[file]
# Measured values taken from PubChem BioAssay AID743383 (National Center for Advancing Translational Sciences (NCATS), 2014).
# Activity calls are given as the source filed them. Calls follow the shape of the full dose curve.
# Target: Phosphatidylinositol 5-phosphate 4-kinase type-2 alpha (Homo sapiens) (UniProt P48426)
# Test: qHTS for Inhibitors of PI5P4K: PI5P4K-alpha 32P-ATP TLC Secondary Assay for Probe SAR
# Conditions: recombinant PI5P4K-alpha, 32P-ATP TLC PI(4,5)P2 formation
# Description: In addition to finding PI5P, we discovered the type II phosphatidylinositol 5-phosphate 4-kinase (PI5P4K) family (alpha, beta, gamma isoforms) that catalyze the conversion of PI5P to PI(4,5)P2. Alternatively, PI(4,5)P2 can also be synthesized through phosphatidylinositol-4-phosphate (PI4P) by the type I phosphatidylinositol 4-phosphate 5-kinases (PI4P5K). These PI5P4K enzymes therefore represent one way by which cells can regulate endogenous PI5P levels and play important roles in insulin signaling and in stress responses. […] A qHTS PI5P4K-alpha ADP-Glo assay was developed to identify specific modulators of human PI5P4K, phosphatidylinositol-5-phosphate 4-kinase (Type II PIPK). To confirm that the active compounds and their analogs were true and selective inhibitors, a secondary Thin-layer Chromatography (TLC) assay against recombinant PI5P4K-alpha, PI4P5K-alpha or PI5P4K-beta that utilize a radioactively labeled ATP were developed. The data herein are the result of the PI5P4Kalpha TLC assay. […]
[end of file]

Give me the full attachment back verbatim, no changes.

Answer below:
# Measured values taken from PubChem BioAssay AID743383 (National Center for Advancing Translational Sciences (NCATS), 2014).
# Activity calls are given as the source filed them. Calls follow the shape of the full dose curve.
# Target: Phosphatidylinositol 5-phosphate 4-kinase type-2 alpha (Homo sapiens) (UniProt P48426)
# Test: qHTS for Inhibitors of PI5P4K: PI5P4K-alpha 32P-ATP TLC Secondary Assay for Probe SAR
# Conditions: recombinant PI5P4K-alpha, 32P-ATP TLC PI(4,5)P2 formation
# Description: In addition to finding PI5P, we discovered the type II phosphatidylinositol 5-phosphate 4-kinase (PI5P4K) family (alpha, beta, gamma isoforms) that catalyze the conversion of PI5P to PI(4,5)P2. Alternatively, PI(4,5)P2 can also be synthesized through phosphatidylinositol-4-phosphate (PI4P) by the type I phosphatidylinositol 4-phosphate 5-kinases (PI4P5K). These PI5P4K enzymes therefore represent one way by which cells can regulate endogenous PI5P levels and play important roles in insulin signaling and in stress responses. […] A qHTS PI5P4K-alpha ADP-Glo assay was developed to identify specific modulators of human PI5P4K, phosphatidylinositol-5-phosphate 4-kinase (Type II PIPK). To confirm that the active compounds and their analogs were true and selective inhibitors, a secondary Thin-layer Chromatography (TLC) assay against recombinant PI5P4K-alpha, PI4P5K-alpha or PI5P4K-beta that utilize a radioactively labeled ATP were developed. The data herein are the result of the PI5P4Kalpha TLC assay. […]